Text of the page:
FEATURE ARTICLES

Defining the Wax Pocket
By Jim Galanes
From the 1996 Late Fall issue of New England Nordic News [This is the first part in a series of waxing information Jim has written for Star wax, and generously shared with NENN.


The correct length of camber, wax pocket and how long to wax is very important in the performance of classical skis. Many skiers today attempt to race on skis waxed very short, and some very long. Initially the skis that are waxed very short may feel as if they have enough kick when you are warming up on them, but later in the race when you begin to fatigue the skis no longer kick as well. Those who waxed too long will have great kick but very slow skis. The objective is to determine the optimal length wax pocket for your skis and the snow condition.

In most snow conditions a wax pocket should be between 45-50 centimeters for klister skis, and 50-55 centimeters for powder skis. The camber pocket on most skis generally runs from the heel plate on the ski and forward approximately 20-30 centimeters in front of the binding. In classical races kick is the most important component of waxing. Top skiers will most always sacrifice a little glide to ensure that they have the best kick possible.

There are several tests that will help you determine your optimal kick zone. The old stand by, the paper test is relatively reliable. Remember any test you do should be viewed as a good starting point. Issues like strength, endurance, snow conditions, ski stiffness and skiing technique will also play a role in how long or short you need to wax.

Paper Test: Mark the balance point on your skis. Place your skis on a flat smooth surface, about 6-20 centimeters. Stand on both skis with toes on the balance point placing equal weight on each ski. Have an assistant slide a piece of paper under the binding area of each ski. Move the paper as far forward and back as possible and mark that point on the sidewall of the ski. Finally fully weight each ski separately with the paper under the binding. For powder skis the paper should not slide at all, and for klister skis the paper should slide 10-20 centimeters, back and forward of the balance point . Again, if the skis you selected are close to the right stiffness for you, the camber pocket should be about 50-55 cm for powder skis and 45-50 cm for klister skis.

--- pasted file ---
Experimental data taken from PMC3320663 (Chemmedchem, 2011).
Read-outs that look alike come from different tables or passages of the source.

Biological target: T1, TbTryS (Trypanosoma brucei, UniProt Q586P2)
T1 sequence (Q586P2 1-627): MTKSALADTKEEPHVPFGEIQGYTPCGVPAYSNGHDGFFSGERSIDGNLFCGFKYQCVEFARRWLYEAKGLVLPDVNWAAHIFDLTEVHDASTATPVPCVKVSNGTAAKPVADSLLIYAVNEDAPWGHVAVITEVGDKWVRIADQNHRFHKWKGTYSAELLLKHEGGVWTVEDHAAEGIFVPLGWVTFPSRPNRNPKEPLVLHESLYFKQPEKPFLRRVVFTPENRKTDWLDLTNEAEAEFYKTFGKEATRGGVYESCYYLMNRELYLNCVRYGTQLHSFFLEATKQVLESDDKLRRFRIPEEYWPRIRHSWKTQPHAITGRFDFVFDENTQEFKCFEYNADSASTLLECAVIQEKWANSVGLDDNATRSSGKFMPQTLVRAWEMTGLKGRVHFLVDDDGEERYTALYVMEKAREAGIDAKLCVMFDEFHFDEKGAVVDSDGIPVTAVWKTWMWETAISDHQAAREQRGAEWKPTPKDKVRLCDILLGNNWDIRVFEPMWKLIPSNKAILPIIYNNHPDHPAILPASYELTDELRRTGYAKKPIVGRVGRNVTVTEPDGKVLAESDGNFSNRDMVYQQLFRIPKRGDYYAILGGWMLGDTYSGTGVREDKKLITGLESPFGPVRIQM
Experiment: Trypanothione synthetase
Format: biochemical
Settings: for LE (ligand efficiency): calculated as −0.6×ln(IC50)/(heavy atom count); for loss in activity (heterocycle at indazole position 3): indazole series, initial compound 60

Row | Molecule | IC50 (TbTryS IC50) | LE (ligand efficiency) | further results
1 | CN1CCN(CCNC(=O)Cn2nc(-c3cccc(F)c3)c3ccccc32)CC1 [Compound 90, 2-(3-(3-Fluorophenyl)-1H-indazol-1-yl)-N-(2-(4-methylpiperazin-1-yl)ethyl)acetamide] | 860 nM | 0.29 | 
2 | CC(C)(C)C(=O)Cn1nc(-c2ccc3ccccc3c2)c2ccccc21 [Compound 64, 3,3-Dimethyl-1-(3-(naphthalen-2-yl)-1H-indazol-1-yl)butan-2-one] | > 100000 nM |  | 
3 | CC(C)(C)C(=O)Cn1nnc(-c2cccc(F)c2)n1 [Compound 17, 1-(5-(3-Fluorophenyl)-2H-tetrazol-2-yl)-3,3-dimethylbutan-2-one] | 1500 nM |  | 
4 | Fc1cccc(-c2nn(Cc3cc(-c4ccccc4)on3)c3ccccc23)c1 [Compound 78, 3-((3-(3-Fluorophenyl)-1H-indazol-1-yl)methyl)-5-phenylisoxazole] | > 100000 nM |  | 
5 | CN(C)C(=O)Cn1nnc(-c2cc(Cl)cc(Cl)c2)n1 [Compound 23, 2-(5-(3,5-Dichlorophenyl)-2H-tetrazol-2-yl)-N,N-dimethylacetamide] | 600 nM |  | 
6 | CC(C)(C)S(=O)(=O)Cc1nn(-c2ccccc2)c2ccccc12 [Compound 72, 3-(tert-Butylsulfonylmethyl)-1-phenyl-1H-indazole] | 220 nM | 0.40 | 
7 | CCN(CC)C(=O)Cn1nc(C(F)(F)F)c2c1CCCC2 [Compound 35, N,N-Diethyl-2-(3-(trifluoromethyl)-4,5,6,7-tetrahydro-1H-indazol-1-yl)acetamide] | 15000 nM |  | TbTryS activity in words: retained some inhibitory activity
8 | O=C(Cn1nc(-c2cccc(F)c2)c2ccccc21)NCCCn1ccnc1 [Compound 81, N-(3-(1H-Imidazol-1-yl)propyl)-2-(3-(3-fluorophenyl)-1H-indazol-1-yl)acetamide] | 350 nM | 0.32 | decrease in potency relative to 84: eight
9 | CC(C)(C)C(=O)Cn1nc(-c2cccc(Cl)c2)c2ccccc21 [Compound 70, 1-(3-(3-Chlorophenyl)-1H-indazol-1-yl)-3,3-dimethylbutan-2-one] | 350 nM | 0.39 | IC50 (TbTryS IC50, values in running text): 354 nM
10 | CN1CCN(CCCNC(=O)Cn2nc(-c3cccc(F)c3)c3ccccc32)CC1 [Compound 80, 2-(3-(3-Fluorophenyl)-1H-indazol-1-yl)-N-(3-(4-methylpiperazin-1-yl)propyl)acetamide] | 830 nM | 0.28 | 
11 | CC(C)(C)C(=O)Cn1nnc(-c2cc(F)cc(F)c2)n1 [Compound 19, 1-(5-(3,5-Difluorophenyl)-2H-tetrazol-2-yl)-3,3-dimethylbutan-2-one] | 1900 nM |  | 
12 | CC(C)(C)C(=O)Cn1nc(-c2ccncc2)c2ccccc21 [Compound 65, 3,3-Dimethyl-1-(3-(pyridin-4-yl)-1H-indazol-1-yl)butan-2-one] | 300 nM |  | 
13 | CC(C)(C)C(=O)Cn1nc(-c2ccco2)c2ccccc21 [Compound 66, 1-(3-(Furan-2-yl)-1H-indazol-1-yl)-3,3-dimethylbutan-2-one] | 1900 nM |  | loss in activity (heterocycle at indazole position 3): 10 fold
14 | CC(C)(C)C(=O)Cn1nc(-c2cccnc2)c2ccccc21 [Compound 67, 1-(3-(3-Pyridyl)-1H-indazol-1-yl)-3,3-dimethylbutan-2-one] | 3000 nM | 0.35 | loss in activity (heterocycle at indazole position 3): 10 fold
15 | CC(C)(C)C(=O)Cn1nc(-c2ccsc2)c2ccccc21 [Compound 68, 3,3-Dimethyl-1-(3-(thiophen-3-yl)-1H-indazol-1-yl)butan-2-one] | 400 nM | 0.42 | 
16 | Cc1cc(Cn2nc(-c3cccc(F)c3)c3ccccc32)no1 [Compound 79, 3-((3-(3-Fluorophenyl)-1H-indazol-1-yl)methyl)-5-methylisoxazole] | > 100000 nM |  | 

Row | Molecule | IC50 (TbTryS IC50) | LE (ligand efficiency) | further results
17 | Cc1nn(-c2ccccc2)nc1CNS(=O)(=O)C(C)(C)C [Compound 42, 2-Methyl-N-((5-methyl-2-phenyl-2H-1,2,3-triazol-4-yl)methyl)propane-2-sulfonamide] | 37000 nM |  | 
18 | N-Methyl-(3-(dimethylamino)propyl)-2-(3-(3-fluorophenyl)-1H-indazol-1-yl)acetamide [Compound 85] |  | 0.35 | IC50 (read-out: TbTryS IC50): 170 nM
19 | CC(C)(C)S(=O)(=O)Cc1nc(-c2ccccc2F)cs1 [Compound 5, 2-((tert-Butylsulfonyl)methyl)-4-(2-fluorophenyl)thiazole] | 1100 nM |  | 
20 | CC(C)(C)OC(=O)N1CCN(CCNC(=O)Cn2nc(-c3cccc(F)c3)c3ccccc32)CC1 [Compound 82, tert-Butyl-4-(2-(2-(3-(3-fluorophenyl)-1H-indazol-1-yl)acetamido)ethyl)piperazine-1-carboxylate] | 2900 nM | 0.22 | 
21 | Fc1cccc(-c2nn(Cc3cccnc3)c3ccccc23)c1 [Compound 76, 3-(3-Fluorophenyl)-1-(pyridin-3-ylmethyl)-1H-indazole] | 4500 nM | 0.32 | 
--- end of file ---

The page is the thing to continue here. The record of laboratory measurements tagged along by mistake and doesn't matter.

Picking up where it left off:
Flex Select: New to the market is a simple, yet precise testing bench that may more accurately help you determine the proper ski for you. This testing bench can measure the closing pressure of the ski, determine your wax pocket at half of your body weight, measure the length and height of your camber pocket, as well as evaluate the over-all flex characteristics of the ski. All of these measurements can help you determine proper ski flex and select a ski for a given snow condition.

Ski Test: Using either the paper test or the Flex-Select bench to mark the camber pocket will provide you with a reasonable starting point. Remember that you did the test on a hard surface; most snow conditions are nowhere near that hard. You may have to vary your forward wax line plus or minus five centimeters. In warmer conditions - extra blue wax and warmer - you may need to wax shorter and thicker, while in cold dry fresh snow - blue wax and colder - you may need to wax longer and thinner.

Skiing in a variety of conditions will help you fine-tune your wax pocket. Apply kick wax in the camber pocket as determined by one of the above mentioned tests. Ski for a few kilometers and evaluate the skis' performance, the kick and glide. Look at the wax for wear: if you have waxed too long, the wax will begin to show signs of wearing where it is out of the pocket and the skis may feel slow. If the skis are not wearing or are slipping, first wax a little thicker. If they still do not kick after waxing thicker, then wax a little longer, perhaps 3-5 centimeters. When you feel you have very good kick, ski for a while so you can develop a feel for the wax. Then begin shaving the wax with a spatula a couple of centimeters at a time. Every time you shave the wax use a crayon to mark the location. Ski for a kilometer or two and make a note of the kick and glide. Keep repeating the shaving process until the wax still has very good kick and the skis get faster. Stop the process when the kick is no longer acceptable. Your wax pocket then is the last mark where you had very good kick. After some trial and error you should know if the pre-selected wax pocket works for you.

Preparing the Ski for Kick Wax:
Base flattening, structuring, and glide waxing are covered in the V2 Star Ski Tuning and Glide Waxing Guide. The same ski preparation process should be followed here. On classical skis it is important not to glide wax in the kick zone as it will reduce the durability of kick wax. Light sanding of the kick zone will improve the durability of the wax. In powder conditions sand the kick zone with 150 grit sandpaper. Sanding can go in both directions up and down the ski. Sand until there is a uniform texture in the kick zone. In more abrasive hard wax and klister conditions use 120 grit sandpaper. The objective is to open up the base, and to rough the base slightly. You should not sand across the base or rough the base so much as to create long hairs. This will only make it difficult to apply a smooth film of wax.
[Jim Galanes is now living in Anchorage, Alaska, where he has started up the GOLD 2002 program, with the goal of winning medals in the 2002 Olympics. His program has already attracted a broad range of athletes ranging from juniors to masters skiers.]